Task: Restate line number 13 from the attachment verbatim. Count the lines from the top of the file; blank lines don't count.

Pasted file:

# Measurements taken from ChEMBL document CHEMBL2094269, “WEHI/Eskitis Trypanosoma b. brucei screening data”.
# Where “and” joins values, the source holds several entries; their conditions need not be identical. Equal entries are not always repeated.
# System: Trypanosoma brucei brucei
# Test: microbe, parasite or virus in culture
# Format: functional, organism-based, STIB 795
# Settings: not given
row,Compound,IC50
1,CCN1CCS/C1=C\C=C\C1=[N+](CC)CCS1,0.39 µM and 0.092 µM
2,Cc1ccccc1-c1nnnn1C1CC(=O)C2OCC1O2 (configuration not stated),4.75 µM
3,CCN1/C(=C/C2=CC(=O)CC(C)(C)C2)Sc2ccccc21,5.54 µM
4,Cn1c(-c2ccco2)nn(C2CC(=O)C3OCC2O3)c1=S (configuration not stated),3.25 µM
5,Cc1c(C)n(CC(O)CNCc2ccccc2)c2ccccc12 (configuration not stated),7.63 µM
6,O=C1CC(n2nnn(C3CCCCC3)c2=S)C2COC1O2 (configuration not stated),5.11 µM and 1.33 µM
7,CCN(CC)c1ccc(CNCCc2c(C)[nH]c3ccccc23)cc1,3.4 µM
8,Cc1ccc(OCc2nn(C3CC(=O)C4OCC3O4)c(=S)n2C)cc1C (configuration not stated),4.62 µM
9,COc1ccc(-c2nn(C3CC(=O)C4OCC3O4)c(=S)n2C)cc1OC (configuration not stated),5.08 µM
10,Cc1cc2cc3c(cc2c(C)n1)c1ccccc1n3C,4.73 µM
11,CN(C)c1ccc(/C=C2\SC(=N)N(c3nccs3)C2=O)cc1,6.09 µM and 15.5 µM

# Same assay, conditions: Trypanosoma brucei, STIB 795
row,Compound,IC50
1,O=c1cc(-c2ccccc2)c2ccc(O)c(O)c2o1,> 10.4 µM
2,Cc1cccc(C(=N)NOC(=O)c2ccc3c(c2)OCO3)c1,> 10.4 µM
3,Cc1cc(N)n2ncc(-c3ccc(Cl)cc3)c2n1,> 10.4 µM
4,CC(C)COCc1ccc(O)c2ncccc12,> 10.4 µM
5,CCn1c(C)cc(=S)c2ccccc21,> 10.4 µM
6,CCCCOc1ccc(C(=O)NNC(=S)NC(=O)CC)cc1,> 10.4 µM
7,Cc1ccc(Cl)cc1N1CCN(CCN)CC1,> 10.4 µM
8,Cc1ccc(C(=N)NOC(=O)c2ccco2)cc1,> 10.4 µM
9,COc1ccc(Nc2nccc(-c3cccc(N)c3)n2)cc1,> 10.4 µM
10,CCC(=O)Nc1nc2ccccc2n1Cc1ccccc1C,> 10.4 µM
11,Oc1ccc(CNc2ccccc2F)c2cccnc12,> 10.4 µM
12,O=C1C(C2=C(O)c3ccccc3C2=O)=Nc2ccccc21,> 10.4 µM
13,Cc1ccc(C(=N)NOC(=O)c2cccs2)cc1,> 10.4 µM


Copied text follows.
6,O=C1CC(n2nnn(C3CCCCC3)c2=S)C2COC1O2 (configuration not stated),5.11 µM and 1.33 µM